The Ultimate Apple TV Could Be Further Off Than You Think

  • Apple has been trying for years to launch a streaming TV service.
  • But high content costs and hardball tactics during negotiations with content providers is not helping its efforts.
  • Investors might have to be content with the current Apple TV.

The TV market landscape continues to be in a state of flux as new entrants such as Apple  Inc. (NSDQ:AAPL) and Amazon.com, Inc. (NSDQ:AMZN) are jockeying for strong positions while old players struggle to hang on. TV represents a massive marketplace from an advertising point of view, and Apple has been trying for years to build a cable-style streaming service, but with nothing to show for its efforts. While looking for new growth avenues, Apple has not disrupted or innovated enough in the TV arena.

Now it also appears as if Apple is doing its best to make it even harder to achieve its dream. Apple is busy negotiating itself out of TV deals with cable providers. Early last year, Apple was in talks with Walt Disney (NYSE:DIS) but ended up scuttling a potential deal after it demanded that Disney grants it an extended invariable monthly per-viewer rate for Disney's channels. The current cable industry pattern involves yearly rate increases for channel licenses. Similar negotiations with Twenty-First Century Fox (NSDQ:FOXA) and CBS (NYSE:CBS) hit a snag after Apple made tough demands.

Apple has been making aggressive demands partly out of necessity because programming costs can be prohibitively expensive. Eddy Cue, Apple's senior vice president of Internet Software Services, is on record saying that Apple has time to wait and it will eventually get its way. Investors might not have that kind of patience and Apple's style of negotiations will certainly not help the company or investors. Meanwhile, networks fear that making specialized deals with Apple could mean making less money from traditional cable distributors.

Apple, however, is not alone. Alphabet Inc-C (NSDQ:GOOG)  has been trying to build a web version of cable TV on YouTube unsuccessfully for years. There are reports that Google is planning to soon launch an online TV service called Unplugged. Like Apple, Google has been trying to negotiate content deals with a number of media companies. But this is not the first time that Google is trying to bring TV to YouTube--the company has been at it since 2012.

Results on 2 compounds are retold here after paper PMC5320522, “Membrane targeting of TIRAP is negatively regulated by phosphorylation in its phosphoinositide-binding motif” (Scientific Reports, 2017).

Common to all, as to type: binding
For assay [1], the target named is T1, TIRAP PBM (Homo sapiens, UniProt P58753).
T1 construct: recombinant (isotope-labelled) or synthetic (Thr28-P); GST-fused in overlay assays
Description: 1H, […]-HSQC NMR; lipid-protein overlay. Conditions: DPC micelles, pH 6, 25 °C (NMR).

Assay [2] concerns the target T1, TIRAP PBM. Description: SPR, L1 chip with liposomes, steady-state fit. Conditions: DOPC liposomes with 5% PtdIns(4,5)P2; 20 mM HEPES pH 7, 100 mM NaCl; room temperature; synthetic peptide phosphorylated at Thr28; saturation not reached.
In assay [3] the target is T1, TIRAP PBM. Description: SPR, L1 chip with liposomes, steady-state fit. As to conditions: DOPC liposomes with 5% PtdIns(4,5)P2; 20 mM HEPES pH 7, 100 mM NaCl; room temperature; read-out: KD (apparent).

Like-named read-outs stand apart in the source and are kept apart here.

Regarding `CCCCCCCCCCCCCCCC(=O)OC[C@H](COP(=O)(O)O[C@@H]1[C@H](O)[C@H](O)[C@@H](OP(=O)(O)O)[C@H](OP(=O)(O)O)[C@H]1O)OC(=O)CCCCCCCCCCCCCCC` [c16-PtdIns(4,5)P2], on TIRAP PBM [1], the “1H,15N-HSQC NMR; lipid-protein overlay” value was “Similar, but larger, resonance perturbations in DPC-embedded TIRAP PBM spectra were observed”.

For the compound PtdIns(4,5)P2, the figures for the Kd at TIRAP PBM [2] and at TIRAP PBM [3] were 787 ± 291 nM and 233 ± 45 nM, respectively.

Just like Apple, Google's efforts have been hampered by high programming costs. Both Apple and Google want to offer a TV service equipped with a selection of channels from a variety of networks. Both companies are reportedly shooting for a service that costs around $30 per month or less because otherwise not many people might be eager to sign up. Dish Networks already has a SlingTV skinny bundle that goes for $20 a month while Sony's PlayStation Vue costs $30 per month.

Apple HDTV?

There have been persistent rumors amongst investment circles that Apple could be contemplating a TV set. Whereas this might provide a decent growth runway for Apple, it just doesn't seem very likely that the company would be keen on getting into the low-margin TV hardware business. TV hardware sports very thin gross margin of around 10%, which is only a quarter of Apple's GM of 40%. Many manufacturers only manage breakeven after factoring in marketing and other ancillary costs.

Another big downside of selling TV sets is because unlike smartphones and computers, people don't buy TVs that often. A smartphone upgrade cycle typically lasts 2-3 years whereas the average person will hold on to his TV set for maybe a decade until it dies off or the introduction of a new standard forces his hand.

Although Apple has no shortage of television-related patents, they are all for features such as motion control remote and glasses-free 3D, and might not be enough of a differentiator to make getting into the highly commoditized  HDTV industry worthwhile.

As far as hardware goes, Apple might not see a compelling enough reason to go beyond Apple TV (the little set-top box hockey puck) which is ranked fourth best-selling in the streaming devices market with a 20% market share. Recent hardware refreshes for the 4th generation Apple TV including Siri remote has helped Apple see 50% sales growth.

Investor Takeaway

It might be years before Apple manages to cut itself a respectable niche in the streaming TV industry. With content costs so high, people might have to make do with the likes of Netflix (NSDQ:NFLX) and Hulu. Apple investors might have to look elsewhere for the next big opportunity for the company.

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